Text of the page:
Gov. Butch Otter was a little coy as he began his keynote speech to the Associated Taxpayers of Idaho today, saying, “You’re here today to hear about the future and what to expect in the 2008 Legislature. Well, I don’t want to disappoint you, but I’m not gonna tell you.” Then, he said, “I will give you a few hints.” And he proceeded to outline major proposals including taking away the millions in gas tax funds that now go to cities and counties and the $17 million that funds the Idaho State Police, in order to allow all gas tax revenues to be spent on state highways. The state police, Otter said, should be funded by all taxpayers through the general fund, and he promised to support local-option taxes to allow cities or counties to address their own, unique transportation needs.
Still, while Otter pledged to back that, he also said he wouldn’t vote for a local tax to fund public transit in his own county. The reason? He’s not convinced of the efficiency of public transit, because even in busy Washington, D.C., where he rode packed Metro trains for six years as a congressman, the trains didn’t pay for themselves and had to be subsidized. Otter said he rode the Metro because it cost so much to keep a car in D.C. “One of the reasons I didn’t own a car was because it costs more to keep a car for one month in Washington, D.C. than it does to keep a horse for a month in Idaho,” the cowboy governor explained. “You can keep a horse in Idaho for $150 a month – it was $175 a month to park your car.”
Otter also noted that Idaho gets a good deal from the feds on highway funds – the state gets $1.38 in federal highway funds for every $1 it sends back in federal gas taxes. “When I was in Congress and I served on the transportation committee, they were complaining about that extra 38 cents, and I used to just tell ‘em, ‘Well, I just think you’re paying rent for that 35 million acres you got in Idaho,’” he said.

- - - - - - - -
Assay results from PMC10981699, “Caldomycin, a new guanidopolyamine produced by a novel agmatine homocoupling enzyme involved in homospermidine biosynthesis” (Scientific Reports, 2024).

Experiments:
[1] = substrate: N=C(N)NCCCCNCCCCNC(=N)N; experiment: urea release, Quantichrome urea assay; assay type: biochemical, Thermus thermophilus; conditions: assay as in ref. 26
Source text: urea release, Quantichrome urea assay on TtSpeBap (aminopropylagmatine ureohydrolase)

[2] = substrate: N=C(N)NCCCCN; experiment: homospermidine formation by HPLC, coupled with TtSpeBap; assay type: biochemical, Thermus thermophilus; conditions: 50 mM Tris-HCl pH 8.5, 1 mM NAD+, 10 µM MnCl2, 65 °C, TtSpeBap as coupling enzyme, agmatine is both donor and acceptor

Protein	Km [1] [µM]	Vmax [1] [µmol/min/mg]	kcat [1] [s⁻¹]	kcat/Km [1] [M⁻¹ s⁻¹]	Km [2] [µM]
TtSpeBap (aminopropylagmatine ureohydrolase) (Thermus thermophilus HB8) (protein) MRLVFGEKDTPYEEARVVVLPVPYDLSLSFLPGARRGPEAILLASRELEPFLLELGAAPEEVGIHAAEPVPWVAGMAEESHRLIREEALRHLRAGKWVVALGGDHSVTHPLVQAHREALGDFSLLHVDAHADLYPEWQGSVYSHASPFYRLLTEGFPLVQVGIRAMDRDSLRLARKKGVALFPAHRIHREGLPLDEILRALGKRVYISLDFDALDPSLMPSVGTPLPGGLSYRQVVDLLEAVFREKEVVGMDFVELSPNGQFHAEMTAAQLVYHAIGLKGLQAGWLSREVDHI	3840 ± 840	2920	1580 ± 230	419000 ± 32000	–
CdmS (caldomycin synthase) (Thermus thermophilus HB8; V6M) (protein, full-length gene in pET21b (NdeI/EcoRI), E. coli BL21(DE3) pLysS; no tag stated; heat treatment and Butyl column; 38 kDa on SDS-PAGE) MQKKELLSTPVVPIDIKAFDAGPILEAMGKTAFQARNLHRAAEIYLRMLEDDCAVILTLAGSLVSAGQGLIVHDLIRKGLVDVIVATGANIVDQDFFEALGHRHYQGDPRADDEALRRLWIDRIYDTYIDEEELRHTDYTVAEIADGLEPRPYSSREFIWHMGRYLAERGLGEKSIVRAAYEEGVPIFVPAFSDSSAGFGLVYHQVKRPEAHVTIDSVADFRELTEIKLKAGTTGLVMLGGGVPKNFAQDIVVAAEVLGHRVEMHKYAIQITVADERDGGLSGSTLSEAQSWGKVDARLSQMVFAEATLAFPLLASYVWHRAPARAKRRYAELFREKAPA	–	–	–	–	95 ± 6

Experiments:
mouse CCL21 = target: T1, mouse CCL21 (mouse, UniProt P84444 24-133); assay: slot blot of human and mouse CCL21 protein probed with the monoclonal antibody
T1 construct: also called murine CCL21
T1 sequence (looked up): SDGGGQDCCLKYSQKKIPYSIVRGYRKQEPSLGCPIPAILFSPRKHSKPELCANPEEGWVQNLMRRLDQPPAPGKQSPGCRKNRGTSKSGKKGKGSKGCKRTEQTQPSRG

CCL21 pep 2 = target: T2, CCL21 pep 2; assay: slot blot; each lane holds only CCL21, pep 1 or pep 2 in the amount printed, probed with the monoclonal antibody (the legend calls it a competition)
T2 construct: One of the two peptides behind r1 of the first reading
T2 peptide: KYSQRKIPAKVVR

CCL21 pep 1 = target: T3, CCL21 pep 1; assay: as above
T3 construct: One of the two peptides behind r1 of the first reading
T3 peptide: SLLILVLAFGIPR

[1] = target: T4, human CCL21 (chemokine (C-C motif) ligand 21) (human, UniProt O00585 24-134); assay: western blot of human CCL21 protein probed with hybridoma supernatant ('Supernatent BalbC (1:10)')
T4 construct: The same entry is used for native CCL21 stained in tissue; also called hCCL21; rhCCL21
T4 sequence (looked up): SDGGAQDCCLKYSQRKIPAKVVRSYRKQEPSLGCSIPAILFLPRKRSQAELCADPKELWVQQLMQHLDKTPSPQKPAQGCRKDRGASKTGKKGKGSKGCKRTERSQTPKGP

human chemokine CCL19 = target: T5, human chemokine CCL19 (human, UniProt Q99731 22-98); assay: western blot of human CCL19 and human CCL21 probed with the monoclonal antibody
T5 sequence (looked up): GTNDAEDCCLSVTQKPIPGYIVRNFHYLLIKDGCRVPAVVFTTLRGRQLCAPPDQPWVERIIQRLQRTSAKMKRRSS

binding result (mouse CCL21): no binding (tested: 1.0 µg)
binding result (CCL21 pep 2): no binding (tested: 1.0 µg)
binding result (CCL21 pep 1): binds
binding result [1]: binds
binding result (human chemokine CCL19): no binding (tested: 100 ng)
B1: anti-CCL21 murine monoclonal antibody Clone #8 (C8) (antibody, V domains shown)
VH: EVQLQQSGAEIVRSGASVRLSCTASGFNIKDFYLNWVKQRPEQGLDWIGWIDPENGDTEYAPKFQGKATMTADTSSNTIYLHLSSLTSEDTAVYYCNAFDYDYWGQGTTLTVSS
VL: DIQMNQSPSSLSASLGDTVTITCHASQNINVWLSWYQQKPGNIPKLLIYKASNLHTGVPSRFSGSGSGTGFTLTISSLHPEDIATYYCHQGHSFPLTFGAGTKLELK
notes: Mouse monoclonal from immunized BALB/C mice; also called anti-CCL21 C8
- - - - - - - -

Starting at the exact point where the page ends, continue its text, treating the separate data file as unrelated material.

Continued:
The wealthy Otter also told the ATI crowd that he still wants a grocery tax credit increase that benefits the needy (“Right now I get a certain amount of grocery tax credit on my state income tax, and quite frankly, I don’t need it, but I do believe that there are people out there that do need it”). That’s an idea lawmakers rejected last year. And he said he favors a freeze on assessed values of homes for property tax, allowing the values to rise only with inflation as long as the same owner occupies the house. That’s a move that likely would require amending the Idaho Constitution, which now requires like property to be taxed the same.
One more Otterism: He said cities and counties should be “architects of their own destiny” on transportation issues, just as the state of Idaho shouldn’t expect the federal government to solve its transportation woes. “As Jefferson said, should we look to Washington, D.C. as to when to sow and when to reap, we will soon want for bread,” Otter said. “This is one of the times when we’re wanting for bread.”